Chan, 41, says the film aims to take "audiences on a visual journey through the many places that trace the progress of Singapore".

There will also be a light and pyromusical show each night from 7.45pm and outdoor movie screenings from 8pm of movies such as Cheah Chee Kong's Chicken Rice War (2000) and P. Ramlee's Ali Baba Bujang Lapok (1960).

For those keen on some grub, head to the food street for snacks such as hotdog prata wraps and Peranakan desserts.


4. SHARE THE HOPE

The National Gallery Singapore, which houses the largest public collection of Singapore and Southeast Asian art, officially opened its doors on Tuesday and celebrations will last till Dec 6.

One of the key highlights takes place from today till Sunday - a massive celebration titled Share The Hope.

  • VIEW IT / ART CARNIVAL AT THE PADANG

  • WHERE: The Padang

    WHEN: Today till Sunday, 5pm to midnight

    ADMISSION: Free

The Padang will be abuzz with family-friendly activities as part of a three-day Art Carnival which will be divided into five tented spaces with art activities and installations related to themes.

For example, in the Adversity & Conflict tent, learn how to find food in a war scenario, facilitated by urban-farming advocates Super Farmers.

Makan Memories, in the Passion & Love tent, is an interactive performance about memories associated with food.

For 10 minutes every hour from 8 to 10pm, the facade of the former Supreme Court and City Hall will be transformed into a giant canvas of light, sound and visuals. The two buildings house the Gallery.

  • VIEW IT / SHARE THE HOPE FACADE SHOW

  • WHERE: National Gallery Singapore

    WHEN: Today till Sunday, 8, 9 and 10pm

    ADMISSION: Free

    Admission to the gallery is free till Dec 6. During this period, the museum is open from 10am to 7pm from Monday to Thursday and till 11pm from Friday to Sunday. Book an entry ticket at www.nationalgallery.sg

Sponsored by luxury jewellery brand Cartier, the multimedia projection is inspired by artworks in the Gallery, such as Cheong Soo Pieng's 1978 painting Drying Salted Fish.

With these activities, it is hoped that the three-day carnival on the Padang "extends the art experience beyond the walls of the Gallery", making art accessible to more people, says Ms Suenne Megan Tan, the Gallery's director of education and programmes.

Also officially launching today is the 290m-long Art Connector, a permanent covered walkway linking City Hall MRT station to the Coleman Street entrance of the Gallery.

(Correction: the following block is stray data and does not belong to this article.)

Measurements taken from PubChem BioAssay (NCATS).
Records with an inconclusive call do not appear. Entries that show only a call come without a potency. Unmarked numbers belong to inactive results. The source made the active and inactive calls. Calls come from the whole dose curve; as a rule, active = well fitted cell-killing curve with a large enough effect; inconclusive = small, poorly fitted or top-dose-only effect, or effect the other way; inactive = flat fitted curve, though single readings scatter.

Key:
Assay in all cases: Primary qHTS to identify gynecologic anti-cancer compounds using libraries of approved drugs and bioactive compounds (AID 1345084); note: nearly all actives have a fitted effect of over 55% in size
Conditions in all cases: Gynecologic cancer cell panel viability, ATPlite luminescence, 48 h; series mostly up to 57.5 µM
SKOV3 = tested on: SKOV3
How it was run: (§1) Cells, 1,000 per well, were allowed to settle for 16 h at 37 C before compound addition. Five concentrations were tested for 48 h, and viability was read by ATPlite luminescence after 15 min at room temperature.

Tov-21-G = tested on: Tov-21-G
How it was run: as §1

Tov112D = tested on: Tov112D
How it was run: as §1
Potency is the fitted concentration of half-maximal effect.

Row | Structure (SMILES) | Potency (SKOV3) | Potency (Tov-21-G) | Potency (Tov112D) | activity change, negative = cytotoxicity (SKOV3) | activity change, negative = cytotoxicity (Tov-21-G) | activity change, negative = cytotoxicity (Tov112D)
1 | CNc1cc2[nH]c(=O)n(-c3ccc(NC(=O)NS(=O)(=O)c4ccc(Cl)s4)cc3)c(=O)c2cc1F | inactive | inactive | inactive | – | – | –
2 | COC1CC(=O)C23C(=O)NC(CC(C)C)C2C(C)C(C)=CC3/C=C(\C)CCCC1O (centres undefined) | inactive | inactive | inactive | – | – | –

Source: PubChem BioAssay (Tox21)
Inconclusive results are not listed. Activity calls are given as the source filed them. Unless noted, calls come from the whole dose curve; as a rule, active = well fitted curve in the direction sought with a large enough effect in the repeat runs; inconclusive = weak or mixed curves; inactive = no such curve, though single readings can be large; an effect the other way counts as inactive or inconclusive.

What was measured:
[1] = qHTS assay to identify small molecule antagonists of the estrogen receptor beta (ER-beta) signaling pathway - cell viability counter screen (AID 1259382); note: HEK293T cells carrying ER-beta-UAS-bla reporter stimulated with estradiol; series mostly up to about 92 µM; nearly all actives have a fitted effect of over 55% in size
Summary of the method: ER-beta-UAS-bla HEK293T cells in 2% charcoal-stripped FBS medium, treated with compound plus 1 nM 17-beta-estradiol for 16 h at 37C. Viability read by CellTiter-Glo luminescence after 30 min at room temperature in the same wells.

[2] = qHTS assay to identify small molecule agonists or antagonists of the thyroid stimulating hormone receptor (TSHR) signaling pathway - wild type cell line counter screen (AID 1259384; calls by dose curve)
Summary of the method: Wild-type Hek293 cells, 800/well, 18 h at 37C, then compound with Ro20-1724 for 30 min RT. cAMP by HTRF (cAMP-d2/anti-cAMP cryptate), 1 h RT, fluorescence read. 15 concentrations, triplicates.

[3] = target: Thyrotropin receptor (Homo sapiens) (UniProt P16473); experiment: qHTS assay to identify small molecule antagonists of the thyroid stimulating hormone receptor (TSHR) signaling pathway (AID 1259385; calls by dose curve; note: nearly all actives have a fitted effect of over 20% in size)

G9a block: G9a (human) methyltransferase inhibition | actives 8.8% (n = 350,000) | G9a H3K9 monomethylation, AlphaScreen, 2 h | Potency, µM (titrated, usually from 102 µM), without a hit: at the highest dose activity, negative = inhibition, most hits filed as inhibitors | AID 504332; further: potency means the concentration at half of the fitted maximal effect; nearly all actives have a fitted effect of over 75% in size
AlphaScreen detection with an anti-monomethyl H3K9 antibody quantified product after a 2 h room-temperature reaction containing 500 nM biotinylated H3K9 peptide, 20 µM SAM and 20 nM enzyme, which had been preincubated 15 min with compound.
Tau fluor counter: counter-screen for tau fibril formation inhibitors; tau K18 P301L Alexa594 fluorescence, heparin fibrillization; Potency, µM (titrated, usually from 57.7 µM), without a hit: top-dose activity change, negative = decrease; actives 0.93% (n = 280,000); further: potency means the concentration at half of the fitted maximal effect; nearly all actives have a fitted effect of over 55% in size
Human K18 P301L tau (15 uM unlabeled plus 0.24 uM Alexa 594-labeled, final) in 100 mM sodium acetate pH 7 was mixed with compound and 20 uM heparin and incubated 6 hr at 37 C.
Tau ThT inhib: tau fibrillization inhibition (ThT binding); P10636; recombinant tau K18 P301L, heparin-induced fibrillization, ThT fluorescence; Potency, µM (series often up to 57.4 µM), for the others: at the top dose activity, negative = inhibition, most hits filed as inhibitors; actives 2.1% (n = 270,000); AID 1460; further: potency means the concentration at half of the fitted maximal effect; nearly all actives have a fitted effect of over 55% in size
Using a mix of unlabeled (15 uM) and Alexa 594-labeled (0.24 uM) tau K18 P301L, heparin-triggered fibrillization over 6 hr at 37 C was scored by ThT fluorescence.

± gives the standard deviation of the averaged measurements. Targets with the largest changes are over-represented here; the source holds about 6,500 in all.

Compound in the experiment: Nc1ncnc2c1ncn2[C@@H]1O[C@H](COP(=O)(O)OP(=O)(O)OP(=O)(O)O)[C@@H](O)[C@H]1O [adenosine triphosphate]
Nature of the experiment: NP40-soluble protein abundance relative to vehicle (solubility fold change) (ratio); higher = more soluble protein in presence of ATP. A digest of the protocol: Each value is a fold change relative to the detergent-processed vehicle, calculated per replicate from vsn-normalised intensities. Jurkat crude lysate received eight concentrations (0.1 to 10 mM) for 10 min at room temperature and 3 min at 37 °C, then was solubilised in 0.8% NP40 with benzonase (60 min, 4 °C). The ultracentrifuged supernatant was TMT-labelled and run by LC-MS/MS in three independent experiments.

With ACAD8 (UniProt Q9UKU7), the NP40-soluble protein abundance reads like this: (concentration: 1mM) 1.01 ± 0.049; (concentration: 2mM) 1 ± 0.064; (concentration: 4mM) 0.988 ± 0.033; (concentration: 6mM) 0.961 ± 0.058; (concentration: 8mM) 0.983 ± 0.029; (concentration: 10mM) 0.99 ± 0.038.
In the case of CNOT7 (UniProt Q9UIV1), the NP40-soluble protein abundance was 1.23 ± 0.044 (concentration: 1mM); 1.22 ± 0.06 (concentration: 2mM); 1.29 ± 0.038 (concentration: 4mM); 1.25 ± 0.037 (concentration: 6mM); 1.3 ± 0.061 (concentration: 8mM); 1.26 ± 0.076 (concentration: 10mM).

Its design incorporates portraits drawn by the public, collected from November last year in a campaign titled Portraits Of The People.

In the Gallery, there will be other programmes happening till Dec 6, including sketching workshops and theatrical and dance performances.


5. PUBLIC ART COMMISSIONS

Three new public sculptures by home-grown artists commissioned by the National Arts Council's Public Art Trust will be unveiled later this month as part of the Jubilee Walk to commemorate the Golden Jubilee year.

Located in the civic district and Marina Bay, these have been selected from an open call for proposals conducted in June last year and are meant to bring art closer to Singaporeans.

24 Hours In Singapore by sculptor Baet Yeok Kuan consists of five steel spheres which incorporate recordings of daily life in Singapore, such as the sounds of traffic in the heartland and MRT trains. It is located near the Asian Civilisations Museum.

At Queen Elizabeth Walk near the Esplanade, a stone-and-steel sculpture reinterprets the national symbols - the five stars and crescent moon. Titled The Rising Moon, it is created by sculptor and Cultural Medallion recipient Han Sai Por and artist-architect Kum Chee-Kiong.

Appearing to rise out of the water nearby is Cloud Nine: Raining by Tan Wee Lit, a sculptor and head of the Faculty of Visual Arts at the School of the Arts Singapore. The sculpture alludes to Singapore's journey to attaining water selfsufficiency and its importance to the country's survival.

Noting its unique location, Tan, 37, says: "What better way to celebrate this progressiveness than to have it monumentalised as this strange sculptural installation of a rain cloud floating over the Singapore River."

For more information on the artworks, go to www.nac.gov.sg


6. THE FUTURE OF US EXHIBITION

What would Singapore's newspaper headlines be like in the future? What would our roads look like?

Contemplate the future in Singapore with a new exhibition, The Future Of Us, at Gardens by the Bay from Tuesday.

The three-month-long free exhibition draws upon Government research papers and masterplans as well as ideas collected from youth seminars and Our Singapore Conversation, a national initiative led by Finance Minister Heng Swee Keat which started in 2012.

  • VIEW IT / THE FUTURE OF US

  • WHERE: Gardens by the Bay, 30 Marina Boulevard

    WHEN: Tuesday to March 8, 9am to 9pm daily

    ADMISSION: Free with online booking. Individuals may book up to eight tickets for each following month

    INFO: www.thefutureofus.sg

It comprises six interactive zones, four of which will be housed in four purpose-built domes.

For example, Theatre Of Generations shows how people live in 2030 and Home Tomorrow gives a glimpse into future schools, homes and offices. Blue Skiesis designed to look like a galaxy and visitors are encouraged to pen their thoughts about Singapore's future, which will be weaved into a constellation of wishes from others.

"The exhibition hopes to get Singaporeans thinking about how they can contribute to Singapore's future by providing glimpses into the possibilities and plausible scenarios for the future," says its creative director Gene Tan, who is in his 40s. He is from the Centre For Liveable Cities, which is leading this exhibition.

Those keen to delve deeper into the issues surrounding the future can check out a component of the exhibition, The Marketplace, where conversation sessions on various themes will be held.

A version of this article appeared in the print edition of The Straits Times on November 27, 2015, with the headline 'SG50 ends with a bang'. Print Edition | Subscribe